Vice Provost Sweeney explained that the cohort program was initially suggested to address the retention rate. Without blaming the cohort advising program for the large number of freshmen leaving the College, the cohort program has not helped the retention numbers as was hoped.

Barbara McGraw said that the main reason for eliminating the cohort program had to do with the fact that the time taken up for advising was hurting the Greek Thought course. The action taken was to fix Greek Thought while a new advising model is created. The urgency was related to Seminar and the goal to attract more ranked faculty to teach Greek Thought.

Senator Luquet said that the freshmen cohort advisor has the students for the first semester, however, the advisors had no hand in the selection of courses for the first semester. The problem may begin with the summer advising for incoming freshmen.

Past Chair Tsukahara said the issue of faculty workload is linked to the advising structure. The Trustees will not support a theory that faculty workload is strictly time spent in the classroom. He encouraged faculty not to lose sight of their professional responsibility to the students.

Annalee Lamoreaux said the subject of faculty workload has come up in the advising discussions. Advising used to be a separate item as far as rank and tenure, but it is now seen as service. Whether it should be reconsidered as part of rank and tenure is being considered.

Chair Bossard reported that Michael Beseda will report at the next Senate meeting regarding the attrition rate.


7. Tenure to Program or Department – Chair Bossard introduced the continued discussion of tenure to the college or tenure to program or department. A second faculty forum was held October 24th regarding the issue of tenure to the college. Vice Chair Brother Charles reported that the Senate is in the process of building an informed opinion on the part of the faculty. There was discussion at the forum about how to shape a proposal that will report the faculty's consensus on the question of tenure to the college. The conversation also continues about the proposed Handbook language to address treatment of faculty should they be displaced.

Brother Charles asked Provost Stampp about the context of how the subject was generated, what is behind the question? Provost said it is from the closing of SEED and the absorption of 10 faculty members, and the unexpected difficulty with the willingness of departments to receive displaced colleagues. Provost Stampp said that tenure policies seem to vary; there isn't a set standard.

Senator Rokeach was the lone voice in favor of changing tenure to programs/departments. Citing the sake of quality teaching, he said that reassigned faculty would not necessarily be the masters in the classroom. Senator Rokeach's statement began a conversation regarding the possibility of training or retraining faculty for reassignment. Many responded about the importance for the present system, and tenure in general, as it relates to academic freedom.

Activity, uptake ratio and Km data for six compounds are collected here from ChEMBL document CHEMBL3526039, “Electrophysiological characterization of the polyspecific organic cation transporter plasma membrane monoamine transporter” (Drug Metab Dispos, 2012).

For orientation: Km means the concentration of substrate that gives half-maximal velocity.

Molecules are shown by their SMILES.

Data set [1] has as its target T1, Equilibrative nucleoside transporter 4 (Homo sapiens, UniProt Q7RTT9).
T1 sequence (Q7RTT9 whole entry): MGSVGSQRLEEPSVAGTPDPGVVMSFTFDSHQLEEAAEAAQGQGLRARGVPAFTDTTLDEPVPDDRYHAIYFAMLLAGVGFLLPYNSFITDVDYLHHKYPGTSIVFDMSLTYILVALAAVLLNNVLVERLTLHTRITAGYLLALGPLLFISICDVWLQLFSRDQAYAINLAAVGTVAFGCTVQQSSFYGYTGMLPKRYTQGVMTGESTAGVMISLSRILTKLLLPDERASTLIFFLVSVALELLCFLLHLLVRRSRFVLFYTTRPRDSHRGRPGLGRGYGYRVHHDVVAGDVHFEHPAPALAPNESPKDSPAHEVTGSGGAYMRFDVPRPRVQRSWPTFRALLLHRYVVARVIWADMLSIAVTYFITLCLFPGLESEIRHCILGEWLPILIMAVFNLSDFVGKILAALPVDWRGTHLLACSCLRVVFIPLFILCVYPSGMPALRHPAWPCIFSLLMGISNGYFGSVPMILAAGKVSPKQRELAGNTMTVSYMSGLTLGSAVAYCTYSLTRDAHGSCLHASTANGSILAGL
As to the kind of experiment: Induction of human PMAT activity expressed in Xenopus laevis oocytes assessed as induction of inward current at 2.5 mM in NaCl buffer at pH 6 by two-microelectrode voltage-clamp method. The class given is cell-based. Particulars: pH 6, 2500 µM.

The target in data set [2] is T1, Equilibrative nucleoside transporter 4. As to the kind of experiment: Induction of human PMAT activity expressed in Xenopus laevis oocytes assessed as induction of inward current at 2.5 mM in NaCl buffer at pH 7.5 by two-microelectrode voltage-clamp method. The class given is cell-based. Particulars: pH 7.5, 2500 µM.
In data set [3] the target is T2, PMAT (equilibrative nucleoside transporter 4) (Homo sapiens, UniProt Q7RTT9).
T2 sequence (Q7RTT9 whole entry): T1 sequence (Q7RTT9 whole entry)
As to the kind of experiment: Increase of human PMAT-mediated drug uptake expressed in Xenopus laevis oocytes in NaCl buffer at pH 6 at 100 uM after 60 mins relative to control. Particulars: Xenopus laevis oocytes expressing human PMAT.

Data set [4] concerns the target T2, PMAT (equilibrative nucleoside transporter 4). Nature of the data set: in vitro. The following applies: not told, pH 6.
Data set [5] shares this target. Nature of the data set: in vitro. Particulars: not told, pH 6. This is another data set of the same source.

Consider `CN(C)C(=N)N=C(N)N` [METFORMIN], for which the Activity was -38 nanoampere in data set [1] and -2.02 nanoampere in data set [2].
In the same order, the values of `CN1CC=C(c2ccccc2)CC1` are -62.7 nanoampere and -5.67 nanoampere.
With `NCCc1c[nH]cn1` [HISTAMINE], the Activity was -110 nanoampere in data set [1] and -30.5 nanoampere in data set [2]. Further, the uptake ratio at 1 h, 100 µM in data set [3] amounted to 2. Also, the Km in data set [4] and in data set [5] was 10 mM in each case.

Dean Woolpert expressed concerns about what is possible for graduate and professional programs in the future. Prior to the closure of SEED, graduate and professional programs contributed between 25-30% of the revenue to the college budget. Since the closure of SEED, the revenue is down to 19%. The College is open to new ventures. Every idea for a new entrepreneurial program has come from faculty. The faculty are excited to offer valuable programs and enrich what SMC does. When the programs are being considered, the question of staffing is difficult; will the programs be staffed by adjuncts and lecturers exclusively, or what is the prospect of having some tenured faculty associated with the programs? He supports tenure to a department or program, but recognizes that there are trade-offs.

Jim Hawley said revenue is a growth sum, but net contribution is a far more significant factor. Programs are to be evaluated on mission and educational merit.

Senator Luquet said that ending tenure as it is now is not the only way to open graduate programs.

Senator Flanagin said the faculty survey showed that the faculty are overwhelmingly against changing tenure. The question is now what do we do? Br. Charles confirmed that 74% of ranked faculty indicated they did not wish to see a change in tenure.

Past Chair Tsukahara urged faculty to read the BOSS report carefully. Dean Woolpert's position on graduate programs is consistent with one of the recommendations of the BOSS report. Dean Woolpert said the ideas for the graduate programs come from faculty, ideas based on educational, not fiscal concerns. The AAUP documents on closure of programs makes strong emphasis that the closing of programs should not be based on fiscal grounds, but rather that the educational needs for a program has disappeared.

Past Chair Tsukahara stated that SEED was started as a financial decision; not an educational decision. At the time, undergraduate enrollments were not covering expectations; there were empty classrooms and idle faculty. However, the end result was a good program that served a need. WASC required tenure track status of some SEED faculty. If we view ourselves as a college, the way we behave toward one another is one way, but if we are considered a university, the behavior is slightly modified. Are the fundamental loyalties to the disciplines or to the mission or the college? Past Chair Tsukahara's position was not to change tenure, but change the conversation about how decisions are made.